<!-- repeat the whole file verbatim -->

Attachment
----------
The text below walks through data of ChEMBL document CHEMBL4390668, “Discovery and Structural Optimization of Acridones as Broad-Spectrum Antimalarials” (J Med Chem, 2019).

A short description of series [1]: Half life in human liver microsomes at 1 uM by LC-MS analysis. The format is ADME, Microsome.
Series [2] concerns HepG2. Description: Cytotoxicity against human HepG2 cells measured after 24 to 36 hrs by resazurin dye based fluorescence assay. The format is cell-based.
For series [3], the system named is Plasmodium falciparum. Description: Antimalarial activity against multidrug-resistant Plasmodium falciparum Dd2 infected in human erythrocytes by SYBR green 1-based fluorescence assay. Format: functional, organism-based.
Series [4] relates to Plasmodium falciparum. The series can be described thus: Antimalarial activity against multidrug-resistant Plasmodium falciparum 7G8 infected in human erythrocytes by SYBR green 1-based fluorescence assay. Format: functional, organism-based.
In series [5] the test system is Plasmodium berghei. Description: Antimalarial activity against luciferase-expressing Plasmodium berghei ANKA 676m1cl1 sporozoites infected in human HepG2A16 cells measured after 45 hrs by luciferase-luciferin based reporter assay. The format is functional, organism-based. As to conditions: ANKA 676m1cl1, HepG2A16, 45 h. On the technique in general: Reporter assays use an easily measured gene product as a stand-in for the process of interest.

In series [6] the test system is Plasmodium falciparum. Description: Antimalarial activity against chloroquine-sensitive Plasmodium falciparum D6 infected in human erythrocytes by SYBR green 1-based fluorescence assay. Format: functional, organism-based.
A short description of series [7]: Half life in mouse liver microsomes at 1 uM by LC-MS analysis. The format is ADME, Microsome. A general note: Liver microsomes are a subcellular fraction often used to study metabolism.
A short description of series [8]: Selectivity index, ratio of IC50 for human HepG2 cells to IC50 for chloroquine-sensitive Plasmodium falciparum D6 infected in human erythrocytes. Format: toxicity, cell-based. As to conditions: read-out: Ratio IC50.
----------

The text below walks through data of ChEMBL document CHEMBL4390668, “Discovery and Structural Optimization of Acridones as Broad-Spectrum Antimalarials” (J Med Chem, 2019).

A short description of series [1]: Half life in human liver microsomes at 1 uM by LC-MS analysis. The format is ADME, Microsome.
Series [2] concerns HepG2. Description: Cytotoxicity against human HepG2 cells measured after 24 to 36 hrs by resazurin dye based fluorescence assay. The format is cell-based.
For series [3], the system named is Plasmodium falciparum. Description: Antimalarial activity against multidrug-resistant Plasmodium falciparum Dd2 infected in human erythrocytes by SYBR green 1-based fluorescence assay. Format: functional, organism-based.
Series [4] relates to Plasmodium falciparum. The series can be described thus: Antimalarial activity against multidrug-resistant Plasmodium falciparum 7G8 infected in human erythrocytes by SYBR green 1-based fluorescence assay. Format: functional, organism-based.
In series [5] the test system is Plasmodium berghei. Description: Antimalarial activity against luciferase-expressing Plasmodium berghei ANKA 676m1cl1 sporozoites infected in human HepG2A16 cells measured after 45 hrs by luciferase-luciferin based reporter assay. The format is functional, organism-based. As to conditions: ANKA 676m1cl1, HepG2A16, 45 h. On the technique in general: Reporter assays use an easily measured gene product as a stand-in for the process of interest.

In series [6] the test system is Plasmodium falciparum. Description: Antimalarial activity against chloroquine-sensitive Plasmodium falciparum D6 infected in human erythrocytes by SYBR green 1-based fluorescence assay. Format: functional, organism-based.
A short description of series [7]: Half life in mouse liver microsomes at 1 uM by LC-MS analysis. The format is ADME, Microsome. A general note: Liver microsomes are a subcellular fraction often used to study metabolism.
A short description of series [8]: Selectivity index, ratio of IC50 for human HepG2 cells to IC50 for chloroquine-sensitive Plasmodium falciparum D6 infected in human erythrocytes. Format: toxicity, cell-based. As to conditions: read-out: Ratio IC50.